Denmark  0–3  England
Report Ferdinand   5'
Owen   22'
Heskey   44'
Attendance: 40,582
Referee: Markus Merk (Germany)
 
 
 
 
 
 
 
 
Denmark
 
 
 
 
 
 
 
 
England
GK 1 Thomas Sørensen
RB 6 Thomas Helveg   7'
CB 4 Martin Laursen
CB 3 René Henriksen (c)
LB 12 Niclas Jensen
CM 2 Stig Tøfting   24'   58'
CM 7 Thomas Gravesen
RW 19 Dennis Rommedahl
AM 9 Jon Dahl Tomasson
LW 8 Jesper Grønkjær
CF 11 Ebbe Sand
Substitutions:
DF 20 Kasper Bøgelund   7'
MF 14 Claus Jensen   58'
Manager:
Morten Olsen
GK 1 David Seaman
RB 2 Danny Mills   50'
CB 5 Rio Ferdinand
CB 6 Sol Campbell
LB 3 Ashley Cole
RM 7 David Beckham (c)
CM 8 Paul Scholes   49'
CM 21 Nicky Butt
LM 4 Trevor Sinclair
CF 11 Emile Heskey   69'
CF 10 Michael Owen   46'
Substitutions:
FW 9 Robbie Fowler   46'
MF 23 Kieron Dyer   49'
FW 17 Teddy Sheringham   69'
Manager:
  Sven-Göran Eriksson

Man of the Match:
Rio Ferdinand (England)

Assistant referees:
Heiner Müller (Germany)
Evzen Amler (Czech Republic)
Fourth official:
Mourad Daami (Tunisia)

Sweden vs SenegalEdit

On 11 minutes, a Sweden corner was headed in by Henrik Larsson.[4] Eight minutes before half-time, Henri Camara equalised for Senegal by shooting into the bottom-left corner.[4] Camara scored the golden goal on 104 minutes, from a similar position. Senegal became the second African nation to reach the quarter-finals, after Cameroon in 1990.

Sweden  1–2 (a.e.t.)  Senegal
Larsson   11' Report Camara   37',   104'
Attendance: 39,747
 
 
 
 
 
 
 
 
 
Sweden
 
 
 
 
 
 
 
 
Senegal
GK 1 Magnus Hedman
RB 2 Olof Mellberg
CB 15 Andreas Jakobsson
CB 4 Johan Mjällby (c)
LB 16 Teddy Lučić
RM 7 Niclas Alexandersson   76'
CM 8 Anders Svensson
CM 6 Tobias Linderoth
LM 17 Magnus Svensson   99'
CF 10 Marcus Allbäck   65'
CF 11 Henrik Larsson
Substitutions:
FW 22 Andreas Andersson   65'
FW 21 Zlatan Ibrahimović   76'
MF 18 Mattias Jonson   99'
Managers:
Lars Lagerbäck & Tommy Söderberg
GK 1 Tony Sylva
RB 17 Ferdinand Coly   73'
CB 13 Lamine Diatta
CB 4 Papa Malick Diop   66'
LB 2 Omar Daf
CM 19 Papa Bouba Diop
CM 6 Aliou Cissé (c)
CM 12 Amdy Faye
RF 7 Henri Camara
CF 18 Pape Thiaw   94'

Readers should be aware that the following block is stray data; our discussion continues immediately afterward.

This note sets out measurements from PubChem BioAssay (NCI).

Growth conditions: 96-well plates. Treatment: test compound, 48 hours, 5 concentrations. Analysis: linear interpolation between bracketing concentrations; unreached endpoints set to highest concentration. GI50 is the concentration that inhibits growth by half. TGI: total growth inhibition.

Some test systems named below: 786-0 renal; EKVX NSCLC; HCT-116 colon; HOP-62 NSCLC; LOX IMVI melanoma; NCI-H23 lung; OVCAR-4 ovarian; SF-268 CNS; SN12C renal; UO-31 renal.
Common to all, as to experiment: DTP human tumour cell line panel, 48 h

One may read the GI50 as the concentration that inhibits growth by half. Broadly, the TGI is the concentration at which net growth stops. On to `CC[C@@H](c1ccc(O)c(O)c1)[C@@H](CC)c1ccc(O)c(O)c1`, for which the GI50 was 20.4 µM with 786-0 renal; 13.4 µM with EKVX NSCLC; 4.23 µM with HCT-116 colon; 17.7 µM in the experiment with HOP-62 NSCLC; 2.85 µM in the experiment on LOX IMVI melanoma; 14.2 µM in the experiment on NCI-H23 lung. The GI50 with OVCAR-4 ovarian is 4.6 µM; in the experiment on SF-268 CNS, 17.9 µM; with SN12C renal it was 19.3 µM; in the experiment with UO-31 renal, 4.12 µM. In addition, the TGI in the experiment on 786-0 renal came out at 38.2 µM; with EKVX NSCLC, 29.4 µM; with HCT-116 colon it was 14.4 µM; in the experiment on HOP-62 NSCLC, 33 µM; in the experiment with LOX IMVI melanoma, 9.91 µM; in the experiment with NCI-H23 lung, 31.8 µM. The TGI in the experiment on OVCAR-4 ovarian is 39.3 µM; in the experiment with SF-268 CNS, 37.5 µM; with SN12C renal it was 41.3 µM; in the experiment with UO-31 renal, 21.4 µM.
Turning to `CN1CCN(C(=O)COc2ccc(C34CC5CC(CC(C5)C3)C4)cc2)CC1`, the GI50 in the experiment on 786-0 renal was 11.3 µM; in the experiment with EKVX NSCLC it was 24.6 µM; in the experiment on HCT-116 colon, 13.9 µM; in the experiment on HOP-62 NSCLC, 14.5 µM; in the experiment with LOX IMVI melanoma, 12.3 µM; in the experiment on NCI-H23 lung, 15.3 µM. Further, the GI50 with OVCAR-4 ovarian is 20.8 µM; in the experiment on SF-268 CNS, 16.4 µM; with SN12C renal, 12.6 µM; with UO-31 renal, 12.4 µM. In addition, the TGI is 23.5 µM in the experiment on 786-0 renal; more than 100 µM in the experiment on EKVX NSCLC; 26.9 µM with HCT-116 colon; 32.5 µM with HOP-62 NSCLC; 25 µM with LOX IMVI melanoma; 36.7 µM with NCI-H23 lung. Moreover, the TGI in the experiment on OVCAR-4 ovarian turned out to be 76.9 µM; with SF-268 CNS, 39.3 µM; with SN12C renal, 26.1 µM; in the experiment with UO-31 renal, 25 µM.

LF 11 El Hadji Diouf
Substitutions:
DF 21 Habib Beye   66'
Manager:
  Bruno Metsu

Man of the Match:
Henri Camara (Senegal)

Assistant referees:
Miguel Giacomuzzi (Paraguay)
Héctor Vergara (Canada)
Fourth official:
Carlos Simon (Brazil)

Spain vs Republic of IrelandEdit

Spain took the lead early with a goal from Fernando Morientes. They managed to hold out until the very last minute, when a foul by Captain Fernando Hierro saw a penalty converted by Robbie Keane. After extra time ended goalless, Spain triumphed 3-2 on penalties with goalkeeper Iker Casillas emerging a hero by saving two attempts.

 
 
 
 
 
 
 
 
 
Spain
 
 
 
 
 
 
 
 
Republic of Ireland
GK 1 Iker Casillas
RB 5 Carles Puyol
CB 6 Fernando Hierro (c)   89'
CB 4 Iván Helguera
LB 3 Juanfran   62'
RM 21 Luis Enrique
CM 8 Rubén Baraja   87'
CM 17 Juan Carlos Valerón
LM 11 Javier de Pedro   66'
CF 7 Raúl   80'
CF 9 Fernando Morientes   72'
Substitutions:
MF 16 Gaizka Mendieta   66'
MF 14 David Albelda   72'
FW 12 Albert Luque   80'
Manager:
José Antonio Camacho
GK 1 Shay Given
RB 2 Steve Finnan
CB 14 Gary Breen
CB 5 Steve Staunton (c)   50'
LB 3 Ian Harte   82'
RM 18 Gary Kelly   55'
CM 12 Mark Kinsella
CM 8 Matt Holland
LM 11 Kevin Kilbane
CF 9 Damien Duff
CF 10 Robbie Keane
Substitutions:
DF 4 Kenny Cunningham   50'
FW 17 Niall Quinn   55'
FW 13 David Connolly   82'
Manager:
Mick McCarthy

Man of the Match:
Iker Casillas (Spain)

Assistant referees:
Leif Lindberg (Sweden)
Igor Sramka (Slovakia)
Fourth official:
Urs Meier (Switzerland)

Mexico vs United StatesEdit

Mexico  0–2  United States
Report McBride   8'
Donovan   65'
 
 
 
 
 
 
 
 
 
 
Mexico